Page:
CC BY 4.0 · Arch Plast Surg 2024; 51(01): 001
DOI: 10.1055/a-2259-0524

Failure is a Failure If You Learn Nothing from It

1   Asan Medical Center, University of Ulsan, Ulsan, South Korea
and Editor-in-Chief Archives of Plastic Surgery › Author Affiliations
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Joon Pio Hong, MD, PhD, MMM, Editor-in-Chief Archives of Plastic Surgery

As surgeons, we perform routine surgeries but also complex surgeries demanding thinking that goes beyond what we have learned. The result of the surgery is an integration of knowledge, technical skills, experience, team dynamics, communication, patient condition, anesthesia, surgical equipment, and many other factors. This is why surgery is often referred to as an “art.” It is like creating, combining, erasing, and choosing colors from the palette. Like any artist, surgeons can create a masterpiece, mediocracy, and failures. Although the risk of failure may exist the same as art, the surgical failure can mean life and death to the patient. This is why it can be harder to cope with failures for surgeons. All surgeons fail at some point in their career. It is how one copes with failures that define a surgeon who will be creating that future masterpiece.

A wise man once said, failure leads to growth. Recognizing and accepting failure takes courage. And this is especially true in addressing failure to patients. Although it is a clinical outcome for the surgeon, it is a deeply personal experience to the patient. The surgeon must always have empathy and be honest to the patient.[1] The surgeons need to be clear in the patient's expectations and warn the possible complications involved and finally be straightforward in managing and communicating the failure. It is never an easy task to admit and converse as we were taught not to fail and even have seen cases of stigmatism. But if one wants to learn from failures, the first step is admitting to oneself of failure. Only then, one can start to think what went wrong or what factors were missed. This is how we can use failures to grow.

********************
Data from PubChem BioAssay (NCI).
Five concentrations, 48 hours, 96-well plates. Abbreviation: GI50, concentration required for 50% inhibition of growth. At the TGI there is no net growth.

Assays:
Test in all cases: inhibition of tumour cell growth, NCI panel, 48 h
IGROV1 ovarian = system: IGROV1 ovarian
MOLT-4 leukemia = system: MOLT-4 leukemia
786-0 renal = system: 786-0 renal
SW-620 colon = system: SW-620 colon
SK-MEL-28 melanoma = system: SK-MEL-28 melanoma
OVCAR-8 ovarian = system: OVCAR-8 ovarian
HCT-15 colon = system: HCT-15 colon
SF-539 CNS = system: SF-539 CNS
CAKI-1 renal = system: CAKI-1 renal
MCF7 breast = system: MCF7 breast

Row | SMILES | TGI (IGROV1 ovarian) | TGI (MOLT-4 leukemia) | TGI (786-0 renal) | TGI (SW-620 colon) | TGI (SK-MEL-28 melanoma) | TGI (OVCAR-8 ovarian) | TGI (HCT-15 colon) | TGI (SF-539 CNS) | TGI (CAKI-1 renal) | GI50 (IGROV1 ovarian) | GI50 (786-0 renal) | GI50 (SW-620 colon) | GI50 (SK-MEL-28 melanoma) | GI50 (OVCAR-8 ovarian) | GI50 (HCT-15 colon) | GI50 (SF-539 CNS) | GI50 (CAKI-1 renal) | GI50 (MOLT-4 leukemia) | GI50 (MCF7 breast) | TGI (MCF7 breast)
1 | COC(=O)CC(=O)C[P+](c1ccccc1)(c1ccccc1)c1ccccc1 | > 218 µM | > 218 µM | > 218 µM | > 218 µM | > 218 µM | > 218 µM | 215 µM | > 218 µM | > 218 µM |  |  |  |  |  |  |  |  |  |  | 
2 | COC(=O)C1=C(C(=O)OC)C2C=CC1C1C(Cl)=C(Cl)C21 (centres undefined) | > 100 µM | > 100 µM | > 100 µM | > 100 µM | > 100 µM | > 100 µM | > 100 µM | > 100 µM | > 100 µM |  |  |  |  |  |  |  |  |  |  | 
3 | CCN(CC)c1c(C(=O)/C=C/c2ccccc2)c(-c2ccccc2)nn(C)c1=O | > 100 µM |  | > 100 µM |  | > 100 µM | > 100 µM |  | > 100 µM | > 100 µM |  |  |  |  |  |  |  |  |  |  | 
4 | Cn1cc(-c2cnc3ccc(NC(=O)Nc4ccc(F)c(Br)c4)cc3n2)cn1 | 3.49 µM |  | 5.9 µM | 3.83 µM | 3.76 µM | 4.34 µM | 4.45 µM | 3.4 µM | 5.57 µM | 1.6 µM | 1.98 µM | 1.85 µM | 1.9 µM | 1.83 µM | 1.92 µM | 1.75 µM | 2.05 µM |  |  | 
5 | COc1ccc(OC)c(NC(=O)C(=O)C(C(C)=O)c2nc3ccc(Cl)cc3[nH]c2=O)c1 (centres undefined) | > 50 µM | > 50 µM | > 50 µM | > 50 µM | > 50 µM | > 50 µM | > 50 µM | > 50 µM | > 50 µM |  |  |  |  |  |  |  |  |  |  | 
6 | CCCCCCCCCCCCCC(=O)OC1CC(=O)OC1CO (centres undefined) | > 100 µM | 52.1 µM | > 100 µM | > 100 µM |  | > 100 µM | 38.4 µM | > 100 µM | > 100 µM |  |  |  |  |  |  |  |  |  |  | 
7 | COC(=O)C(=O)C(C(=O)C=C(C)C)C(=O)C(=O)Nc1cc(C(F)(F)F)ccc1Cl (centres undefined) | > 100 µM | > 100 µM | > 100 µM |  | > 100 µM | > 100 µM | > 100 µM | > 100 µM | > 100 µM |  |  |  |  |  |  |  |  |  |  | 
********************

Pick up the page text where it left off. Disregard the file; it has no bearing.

Opening to a small forum to discuss and identify the causes that may have led to failures is a model example. Understanding and providing a solution to the problem may be the path to new insights.[2] [3] [4] One needs to be comfortable to share the problem, embrace constructive criticism, and most of all learn from the failure. This experience will make one humble, realize that there is always a better way, and help stay in the path to solve and perform difficult cases. The real failure is when one becomes discouraged, loses interest, avoids these difficult cases, and most of all ends in giving up the field. I have seen many surgeons walk this path where instead of taking up the challenge, take a detour and leave the field entirely.

Surgical failure is tough for any surgeon. But ironically to avoid future failures, we must continue to make mistakes and learn from it. This is how the field of medicine evolves. Build an environment where one can share failures and mistakes. This will not only help the individual grow, but you will witness the growth as a department or a unit. Failure will come unintentionally but to choose to grow from failures can be made only intentionally. This is the pathway to become a maestro.

Publication History

Accepted Manuscript online:
01 February 2024

Article published online:
28 February 2024

© 2024. The Author(s). This is an open access article published by Thieme under the terms of the Creative Commons Attribution License, permitting unrestricted use, distribution, and reproduction so long as the original work is properly cited. (

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